Convicted deserter Bowe Bergdahl faced a gut-wrenching sentencing hearing Monday — and the discrased Army Sgt. couldn’t hold it together.
As the deserter’s defense team questions officials who treated and debriefed the soldier following his brutal five years of captivity by Taliban allies, Bergdahl wept openly.
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The defense presentation began Monday in North Carolina with Bergdahl himself describing his experience in enemy hands.
That served as a dramatic counterpoint to the emotional testimony of the final prosecution witness, Shannon Allen, whose husband is unable to speak and needs help with everyday tasks after being shot in the head while searching for Bergdahl in Afghanistan.
Georgia National Guard Master Sgt. Mark Allen’s daughter is now 9 years old, and “he’s never had the chance to really play with her,” she said.
Bergdahl, who faces up to life in prison for endangering his comrades after pleading guilty to desertion and misbehavior before the enemy.
Facing justice, Bergdahl told the judge he didn’t mean to cause harm when he folded his clothing and walked off his post in 2009. Bergdahl was encouraged to abandon his brothers-in-arms over his left-leaning political views by his father.
Bergdahl spoke for two hours, apologizing to those wounded and killed searching for him. He also described his captivity and the challenges he still faces with daily life.
He described brutal conditions of his captitivity. He was kept in a cage for four out of the five years after several escape attempts, his muscles atrophying to the point he could barely stand or walk.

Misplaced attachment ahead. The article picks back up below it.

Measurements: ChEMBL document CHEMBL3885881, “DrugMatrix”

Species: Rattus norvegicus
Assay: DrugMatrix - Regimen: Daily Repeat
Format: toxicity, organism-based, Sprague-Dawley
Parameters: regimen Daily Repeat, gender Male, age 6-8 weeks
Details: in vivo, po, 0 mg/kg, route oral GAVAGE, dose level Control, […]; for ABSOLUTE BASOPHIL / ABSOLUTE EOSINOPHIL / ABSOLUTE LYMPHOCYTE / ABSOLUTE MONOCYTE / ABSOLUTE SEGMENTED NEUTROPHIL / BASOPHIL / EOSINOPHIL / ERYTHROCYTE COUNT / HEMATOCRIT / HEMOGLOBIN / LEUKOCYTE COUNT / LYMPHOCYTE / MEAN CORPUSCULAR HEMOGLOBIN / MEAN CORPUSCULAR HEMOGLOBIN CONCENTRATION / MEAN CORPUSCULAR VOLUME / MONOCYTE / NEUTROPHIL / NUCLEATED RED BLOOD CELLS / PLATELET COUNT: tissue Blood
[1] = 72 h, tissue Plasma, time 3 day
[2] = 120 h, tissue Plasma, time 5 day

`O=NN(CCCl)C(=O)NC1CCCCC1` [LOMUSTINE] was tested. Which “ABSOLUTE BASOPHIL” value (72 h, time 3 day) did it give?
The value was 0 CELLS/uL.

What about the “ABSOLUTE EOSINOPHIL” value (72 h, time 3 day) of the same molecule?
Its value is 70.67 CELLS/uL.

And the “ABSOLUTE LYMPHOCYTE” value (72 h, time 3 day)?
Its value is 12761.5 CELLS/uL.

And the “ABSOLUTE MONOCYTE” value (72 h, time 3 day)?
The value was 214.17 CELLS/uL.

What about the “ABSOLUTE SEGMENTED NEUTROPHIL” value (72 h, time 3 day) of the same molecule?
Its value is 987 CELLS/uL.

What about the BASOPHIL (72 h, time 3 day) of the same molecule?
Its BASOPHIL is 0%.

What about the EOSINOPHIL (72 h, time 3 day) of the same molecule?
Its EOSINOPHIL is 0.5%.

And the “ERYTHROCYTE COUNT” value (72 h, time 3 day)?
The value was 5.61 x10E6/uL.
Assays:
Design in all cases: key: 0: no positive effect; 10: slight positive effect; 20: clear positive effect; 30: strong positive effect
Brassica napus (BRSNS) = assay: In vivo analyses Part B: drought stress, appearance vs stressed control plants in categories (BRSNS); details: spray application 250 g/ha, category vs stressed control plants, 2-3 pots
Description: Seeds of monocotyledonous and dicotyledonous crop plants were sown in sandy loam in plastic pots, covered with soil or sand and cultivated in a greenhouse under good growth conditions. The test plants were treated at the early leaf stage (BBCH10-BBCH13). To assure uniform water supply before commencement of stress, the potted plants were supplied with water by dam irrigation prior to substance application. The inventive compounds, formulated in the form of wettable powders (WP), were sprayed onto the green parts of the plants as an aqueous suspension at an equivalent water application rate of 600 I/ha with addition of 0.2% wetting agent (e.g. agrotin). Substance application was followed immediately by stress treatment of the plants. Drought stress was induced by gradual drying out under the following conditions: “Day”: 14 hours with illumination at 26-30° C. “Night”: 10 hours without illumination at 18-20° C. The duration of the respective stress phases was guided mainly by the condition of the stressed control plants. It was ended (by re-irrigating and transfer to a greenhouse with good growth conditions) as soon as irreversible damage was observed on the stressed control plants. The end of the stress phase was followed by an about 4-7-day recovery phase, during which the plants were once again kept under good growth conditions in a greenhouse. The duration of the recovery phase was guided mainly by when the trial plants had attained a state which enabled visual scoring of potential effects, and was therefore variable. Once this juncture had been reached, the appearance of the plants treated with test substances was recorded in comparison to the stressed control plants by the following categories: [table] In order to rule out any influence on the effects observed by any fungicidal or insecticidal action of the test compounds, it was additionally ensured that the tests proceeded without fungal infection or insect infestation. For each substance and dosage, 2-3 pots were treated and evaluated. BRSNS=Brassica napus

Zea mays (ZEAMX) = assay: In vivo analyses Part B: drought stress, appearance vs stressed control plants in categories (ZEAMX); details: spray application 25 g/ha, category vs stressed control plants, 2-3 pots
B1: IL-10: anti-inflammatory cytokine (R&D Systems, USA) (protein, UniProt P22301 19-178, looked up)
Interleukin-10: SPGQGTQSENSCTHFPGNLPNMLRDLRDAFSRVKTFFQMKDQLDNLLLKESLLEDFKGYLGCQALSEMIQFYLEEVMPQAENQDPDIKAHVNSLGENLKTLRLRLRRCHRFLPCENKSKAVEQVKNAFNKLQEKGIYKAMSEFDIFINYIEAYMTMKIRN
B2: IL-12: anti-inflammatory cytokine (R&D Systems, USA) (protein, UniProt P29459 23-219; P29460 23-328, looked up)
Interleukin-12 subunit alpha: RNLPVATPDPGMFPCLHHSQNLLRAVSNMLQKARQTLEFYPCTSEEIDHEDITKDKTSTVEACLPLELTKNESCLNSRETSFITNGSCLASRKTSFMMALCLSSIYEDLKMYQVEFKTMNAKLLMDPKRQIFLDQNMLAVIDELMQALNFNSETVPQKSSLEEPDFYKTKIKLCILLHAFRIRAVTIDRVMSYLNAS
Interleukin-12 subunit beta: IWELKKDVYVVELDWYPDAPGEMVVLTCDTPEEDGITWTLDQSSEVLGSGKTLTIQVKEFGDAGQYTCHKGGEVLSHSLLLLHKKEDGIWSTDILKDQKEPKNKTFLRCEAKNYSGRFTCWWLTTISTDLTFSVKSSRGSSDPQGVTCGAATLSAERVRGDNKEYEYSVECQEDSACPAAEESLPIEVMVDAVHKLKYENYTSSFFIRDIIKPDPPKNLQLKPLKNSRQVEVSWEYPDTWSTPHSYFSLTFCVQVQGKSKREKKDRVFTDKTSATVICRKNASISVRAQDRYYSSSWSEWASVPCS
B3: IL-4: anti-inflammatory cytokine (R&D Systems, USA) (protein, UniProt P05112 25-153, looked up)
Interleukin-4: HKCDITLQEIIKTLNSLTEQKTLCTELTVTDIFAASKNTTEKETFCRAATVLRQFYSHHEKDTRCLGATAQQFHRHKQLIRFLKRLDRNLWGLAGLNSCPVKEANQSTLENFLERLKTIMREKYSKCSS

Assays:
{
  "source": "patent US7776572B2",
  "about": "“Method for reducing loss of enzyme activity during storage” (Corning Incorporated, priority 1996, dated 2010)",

Because Bergdahl’s words in court were an unsworn statement, prosecutors won’t be given the chance to cross-examine him.
The 31-year-old soldier from Hailey, Idaho, was brought home by former President Barack Obama in 2014 in a swap for five Taliban prisoners at Guantanamo Bay. It was a highly controversial move at the time, and many veterans groups spoke out against it.
Earlier Monday, the judge, Army Col. Jeffery Nance, ruled that Donald Trump’s scathing criticism of Bergdahl — made first as a candidate and reaffirmed as commander-in-chief — won’t prevent the soldier from receiving a fair sentence. Nance also said that a reasonable member of the public would not have doubts about the fairness of military justice because of Trump’s comments.
He rejected a defense request to rule that it would be unfair to give Bergdahl any prison time.
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The hearing is expected to last several more days.
The Associated Press contributed to this article